I want to learn one between VHDL an VERILOG.
Which do you think is easier to begin with? Can Verilog and VHDL be mixed in the same project?
closed as not constructive by Oliver Charlesworth, Jim Lewis, Michael Petrotta, toolic, yoda Sep 3 '11 at 2:00
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1) I think you can find almost the same amount of resources. Maybe a bit more for Verilog but not something trivial. If you need to find a core I suggest you check out
2) Difficulty is similar I guess... I know VHDL better but Verilog is readable. The concept is very similar. Perhaps if you come from SW, Verilog will look a little more familiar to you because it has a syntax close to C programming language. However yo have to consider that is a totally different approach: "[it] is not programming... all is executed in parallel... you are designing hardware"... so be aware that you have mainly to understand and concentrate on the different paradigm... syntax I would say will be the least problem!
If you want to learn VHDL there is a free short book called the VHDL CookBook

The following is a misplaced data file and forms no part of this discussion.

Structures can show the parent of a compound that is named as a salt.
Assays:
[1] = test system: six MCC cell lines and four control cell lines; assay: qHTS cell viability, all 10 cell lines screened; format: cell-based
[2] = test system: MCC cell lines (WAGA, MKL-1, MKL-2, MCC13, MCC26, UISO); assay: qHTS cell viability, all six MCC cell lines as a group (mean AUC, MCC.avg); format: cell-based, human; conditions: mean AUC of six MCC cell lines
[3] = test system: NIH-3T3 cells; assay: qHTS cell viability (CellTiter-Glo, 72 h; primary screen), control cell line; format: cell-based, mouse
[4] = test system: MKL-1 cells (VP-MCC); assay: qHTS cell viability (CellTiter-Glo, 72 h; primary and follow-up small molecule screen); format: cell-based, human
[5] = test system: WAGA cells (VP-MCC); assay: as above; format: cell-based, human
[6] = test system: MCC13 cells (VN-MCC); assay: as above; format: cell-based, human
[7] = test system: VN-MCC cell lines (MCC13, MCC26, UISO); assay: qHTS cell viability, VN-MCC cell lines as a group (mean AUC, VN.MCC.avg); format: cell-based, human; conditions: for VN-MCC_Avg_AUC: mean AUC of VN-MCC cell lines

And as I just saw in other post, I can confirm the fact that VHDL is mainly adopted in Europe while Verilog in USA. Depending on where are you working this may impact your decision.
3) They can be easily mixed within the same project.
Verilog is definitively easier to learn for a software developer. It has many common things with C (syntactically).
As far as I saw Verilog is more popular for application-specific integrated circuits (ASIC), where VHDL is more popular for FPGAs.
Also, it seems to me that VHDL is generally more popular in Europe, whereas Verilog is more popular in USA.
Some books, notably HDL Chip Design by Douglas J Smith is teaching both VHDL and Verilog -- so you can see the difference yourself, and choose the best language for you along the way.